Flor Marcelino

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Flor Marcelino
Flor marcelino 09.jpg
Leader of the Opposition in Manitoba
In office
May 7, 2016 – September 16, 2017
Preceded byBrian Pallister
Succeeded byWab Kinew
Leader of the Manitoba New Democratic Party
Interim
In office
May 7, 2016 – September 16, 2017
Preceded byGreg Selinger
Succeeded byWab Kinew
Minister of Multiculturalism and Literacy
In office
October 18, 2013 – May 3, 2016
PremierGreg Selinger
Preceded byChristine Melnick
Manitoba Minister of Culture, Heritage and Tourism
In office
November 3, 2009 – October 18, 2013
PremierGreg Selinger
Preceded byEric Robinson
Succeeded byRon Lemieux
Minister responsible for Multiculturalism
In office
November 3, 2009 – January 13, 2012
PremierGreg Selinger
Preceded byNancy Allan
Succeeded byChristine Melnick
Member of the Legislative Assembly of Manitoba for Wellington
In office
May 22, 2007 – 2011
Preceded byConrad Santos
Succeeded byriding dissolved
Member of the Legislative Assembly of Manitoba for Logan
In office
October 4, 2011 – August 12, 2019
Preceded byfirst member
Succeeded byriding dissolved
Personal details
Born1951/1952[1]
Manila, Philippines
Political partyNew Democratic Party
ChildrenMalaya Marcelino (daughter)

Flor Marcelino, (born 1951/1952 in Manila, Philippines) is a politician in Manitoba, Canada. She was elected to the Legislative Assembly of Manitoba in the 2007 provincial election, for the electoral division of Wellington. In the 2011 provincial election, she was re-elected to a second term in office in the new electoral district of Logan. Marcelino is a member of the New Democratic Party. On May 7, 2016, she was named interim leader of the party and leader of the opposition in the Manitoba legislature following the defeat of the NDP government in the provincial election and the resignation of party leader Greg Selinger.[2]

She retired from the legislature at the 2019 Manitoba general election. Her daughter, Malaya Marcelino, was elected as a first-time MLA in that same election.[3]

Background[edit]

Marcelino was the first woman of colour to be elected as a MLA in the province.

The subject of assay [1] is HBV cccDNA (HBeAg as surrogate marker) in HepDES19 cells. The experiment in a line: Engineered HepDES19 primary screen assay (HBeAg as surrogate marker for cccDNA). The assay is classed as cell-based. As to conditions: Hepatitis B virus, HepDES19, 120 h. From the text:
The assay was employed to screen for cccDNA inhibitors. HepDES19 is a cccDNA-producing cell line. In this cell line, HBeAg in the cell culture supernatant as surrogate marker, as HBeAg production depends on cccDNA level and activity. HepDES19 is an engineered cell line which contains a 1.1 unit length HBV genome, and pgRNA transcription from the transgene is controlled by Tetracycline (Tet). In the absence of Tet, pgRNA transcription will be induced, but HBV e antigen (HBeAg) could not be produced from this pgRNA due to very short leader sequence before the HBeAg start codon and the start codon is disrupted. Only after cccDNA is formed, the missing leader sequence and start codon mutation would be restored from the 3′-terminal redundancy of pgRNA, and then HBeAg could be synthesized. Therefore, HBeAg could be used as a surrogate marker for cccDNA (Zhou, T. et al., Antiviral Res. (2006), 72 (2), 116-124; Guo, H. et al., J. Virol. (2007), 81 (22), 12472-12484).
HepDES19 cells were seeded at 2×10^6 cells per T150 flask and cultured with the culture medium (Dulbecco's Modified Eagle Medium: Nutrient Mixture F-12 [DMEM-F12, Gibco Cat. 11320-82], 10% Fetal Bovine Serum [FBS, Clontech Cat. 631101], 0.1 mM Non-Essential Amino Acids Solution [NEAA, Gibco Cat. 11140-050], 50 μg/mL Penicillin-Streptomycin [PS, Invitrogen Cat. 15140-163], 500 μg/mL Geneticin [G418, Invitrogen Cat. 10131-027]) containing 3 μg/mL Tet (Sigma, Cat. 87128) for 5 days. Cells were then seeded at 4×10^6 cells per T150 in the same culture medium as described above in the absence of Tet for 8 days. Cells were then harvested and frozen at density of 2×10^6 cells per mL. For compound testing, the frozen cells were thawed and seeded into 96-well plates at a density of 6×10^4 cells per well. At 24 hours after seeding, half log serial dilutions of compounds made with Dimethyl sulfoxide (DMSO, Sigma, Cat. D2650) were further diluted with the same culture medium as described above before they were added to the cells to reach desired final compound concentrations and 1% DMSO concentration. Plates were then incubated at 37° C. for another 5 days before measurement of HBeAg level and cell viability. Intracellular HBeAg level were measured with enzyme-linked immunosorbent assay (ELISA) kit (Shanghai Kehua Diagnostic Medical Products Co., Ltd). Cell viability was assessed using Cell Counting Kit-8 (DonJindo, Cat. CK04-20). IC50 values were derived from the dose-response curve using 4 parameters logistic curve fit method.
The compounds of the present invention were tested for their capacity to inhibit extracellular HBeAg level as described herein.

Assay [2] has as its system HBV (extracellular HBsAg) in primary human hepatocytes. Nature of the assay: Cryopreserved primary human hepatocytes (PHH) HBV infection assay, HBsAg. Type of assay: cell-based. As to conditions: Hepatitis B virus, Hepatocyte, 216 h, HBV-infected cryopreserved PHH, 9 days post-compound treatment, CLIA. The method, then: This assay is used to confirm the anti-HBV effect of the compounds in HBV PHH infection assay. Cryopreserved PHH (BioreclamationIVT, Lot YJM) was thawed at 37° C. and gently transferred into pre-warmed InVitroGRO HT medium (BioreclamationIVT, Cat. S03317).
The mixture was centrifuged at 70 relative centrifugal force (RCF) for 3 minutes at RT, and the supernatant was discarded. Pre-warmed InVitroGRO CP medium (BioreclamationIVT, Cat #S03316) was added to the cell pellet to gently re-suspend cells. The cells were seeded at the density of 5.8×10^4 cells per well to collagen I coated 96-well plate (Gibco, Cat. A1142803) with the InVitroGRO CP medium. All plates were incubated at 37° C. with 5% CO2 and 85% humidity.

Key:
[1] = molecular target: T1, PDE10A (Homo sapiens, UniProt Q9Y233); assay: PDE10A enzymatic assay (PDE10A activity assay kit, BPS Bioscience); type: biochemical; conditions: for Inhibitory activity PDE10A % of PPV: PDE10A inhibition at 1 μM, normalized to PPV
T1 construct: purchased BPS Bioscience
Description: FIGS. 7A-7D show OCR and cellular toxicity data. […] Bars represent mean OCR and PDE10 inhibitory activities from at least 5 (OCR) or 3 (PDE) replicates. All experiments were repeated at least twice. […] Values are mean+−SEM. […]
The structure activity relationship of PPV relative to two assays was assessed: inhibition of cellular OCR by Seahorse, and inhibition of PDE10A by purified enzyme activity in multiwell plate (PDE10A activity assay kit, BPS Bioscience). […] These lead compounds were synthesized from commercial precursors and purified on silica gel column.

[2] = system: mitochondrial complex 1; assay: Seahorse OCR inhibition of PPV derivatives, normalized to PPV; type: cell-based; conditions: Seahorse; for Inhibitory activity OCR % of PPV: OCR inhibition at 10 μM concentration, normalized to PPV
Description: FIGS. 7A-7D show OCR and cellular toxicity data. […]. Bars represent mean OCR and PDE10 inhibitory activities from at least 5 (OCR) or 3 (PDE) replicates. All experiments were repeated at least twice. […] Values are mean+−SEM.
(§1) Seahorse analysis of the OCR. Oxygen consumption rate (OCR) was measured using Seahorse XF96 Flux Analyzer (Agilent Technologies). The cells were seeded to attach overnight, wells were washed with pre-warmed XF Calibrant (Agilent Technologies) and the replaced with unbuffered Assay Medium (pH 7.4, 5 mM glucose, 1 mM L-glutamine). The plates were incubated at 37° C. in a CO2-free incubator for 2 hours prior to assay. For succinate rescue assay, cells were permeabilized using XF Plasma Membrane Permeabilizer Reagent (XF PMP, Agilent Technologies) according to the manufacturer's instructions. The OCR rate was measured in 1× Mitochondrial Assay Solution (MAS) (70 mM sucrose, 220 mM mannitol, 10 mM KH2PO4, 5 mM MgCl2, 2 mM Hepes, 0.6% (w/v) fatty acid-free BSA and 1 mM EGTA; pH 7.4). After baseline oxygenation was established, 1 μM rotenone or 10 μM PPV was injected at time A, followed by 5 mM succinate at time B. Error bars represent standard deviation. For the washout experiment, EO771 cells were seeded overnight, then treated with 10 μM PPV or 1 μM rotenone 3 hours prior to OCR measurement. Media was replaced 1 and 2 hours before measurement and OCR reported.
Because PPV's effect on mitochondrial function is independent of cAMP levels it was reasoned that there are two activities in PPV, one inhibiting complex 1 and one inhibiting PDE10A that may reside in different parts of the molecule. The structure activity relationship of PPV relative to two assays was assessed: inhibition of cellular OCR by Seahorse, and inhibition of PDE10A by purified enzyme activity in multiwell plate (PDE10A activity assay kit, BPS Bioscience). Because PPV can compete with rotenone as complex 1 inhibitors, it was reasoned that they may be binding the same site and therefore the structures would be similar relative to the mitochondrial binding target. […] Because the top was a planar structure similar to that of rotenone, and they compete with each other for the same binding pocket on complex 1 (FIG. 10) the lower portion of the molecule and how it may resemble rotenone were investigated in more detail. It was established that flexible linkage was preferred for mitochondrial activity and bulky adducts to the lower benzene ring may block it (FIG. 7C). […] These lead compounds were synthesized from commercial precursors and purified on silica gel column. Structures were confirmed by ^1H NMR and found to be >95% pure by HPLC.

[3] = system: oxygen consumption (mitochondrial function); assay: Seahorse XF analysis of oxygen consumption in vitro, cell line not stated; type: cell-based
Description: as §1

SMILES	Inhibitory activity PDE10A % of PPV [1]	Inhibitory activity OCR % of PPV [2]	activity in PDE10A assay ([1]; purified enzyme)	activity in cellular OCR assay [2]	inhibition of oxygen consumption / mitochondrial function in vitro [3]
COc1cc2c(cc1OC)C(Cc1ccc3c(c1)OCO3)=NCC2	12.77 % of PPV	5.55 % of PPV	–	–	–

Prior to her election to the legislature, Marcelino was editor and publisher of The Philippine Times, a community newspaper for the Filipino Canadian community in Winnipeg. Her brother-in-law Ted Marcelino was also elected to the Legislative Assembly in 2011.

Electoral history[edit]

2007 Manitoba general election: Wellington
Party Candidate Votes % ±% Expenditures
New Democratic Flor Marcelino 2,332 53.35 −20.61 $19,307.59
Liberal Rhonda Gordon Powers 718 16.72 −1.54 $13,804.83
     Progressive Conservative José Tomas 570 12.97 +3.18 $13,232.45
     Independent Joe Chan 501 11.53 +11.53 $21,745,15
     Independent Conrad Santos 183 4.19 +4.19 $988.12
Total valid votes 4,322 98.88
Rejected and declined ballots 49
Turnout 4,371 46.11 +1.64
Electors on the lists 9,480
Source: Elections Manitoba[4]

[5]

2011 Manitoba general election: Logan
Party Candidate Votes % ±% Expenditures
New Democratic Flor Marcelino 2,985 58.09 n/a $20,223.11
Liberal Joe Chan 868 16.89 n/a $27,524.91
     Progressive Conservative Tyrone Krawetz 840 16.35 n/a $11,831.73
Green Kristen Andrews 335 6.59 n/a $34.62
Communist David Tymoshchuk 53 1.03 n/a $312.11
Total valid votes 5,081
Rejected and declined votes 58
Turnout 5,139 48.04
Electors on the lists 10,698
2016 Manitoba general election: Logan
Party Candidate Votes % ±%
New Democratic Flor Marcelino 2,020 39.46 -18.63
Liberal Peter Koroma 1,457 28.46 +11.57
Progressive Conservative Allie Szarkiewicz 997 19.47 +3.12
Green Jitendradas Loves-Life 397 7.75 +1.16
Manitoba Joe Chan 185 3.61 +3.61
Communist Cheryl-Anne Carr 63 1.23 +0.20
Total valid votes 5,119 100.0  
Eligible voters
Source: Elections Manitoba[6][7]

References[edit]

  1. ^ "Manitoba NDP make Marcelino interim leader". The Globe and Mail, May 7, 2016.
  2. ^ "Flor Marcelino named interim leader of Manitoba NDP". CBC News, May 7, 2016.
  3. ^ Bryce Hoye, "Meet the rookies: Manitobans elect 13 first-time MLAs". CBC News Manitoba, September 11, 2019.
  4. ^ "Election Returns: 39th General Election". Elections Manitoba. 2007. Retrieved 10 September 2018.
  5. ^ "Archived copy". Archived from the original on 2012-03-21. Retrieved 2010-11-24. Cite uses deprecated parameter |deadurl= (help)CS1 maint: archived copy as title (link) - 2007 results
  6. ^ "Candidates: 41st General Election". Elections Manitoba. 29 March 2016. Retrieved 31 March 2016.
  7. ^ "41ST GENERAL ELECTION, APRIL 19, 2016 - OFFICIAL RESULTS". Elections Manitoba. 19 April 2016. Retrieved 16 November 2016.

External links[edit]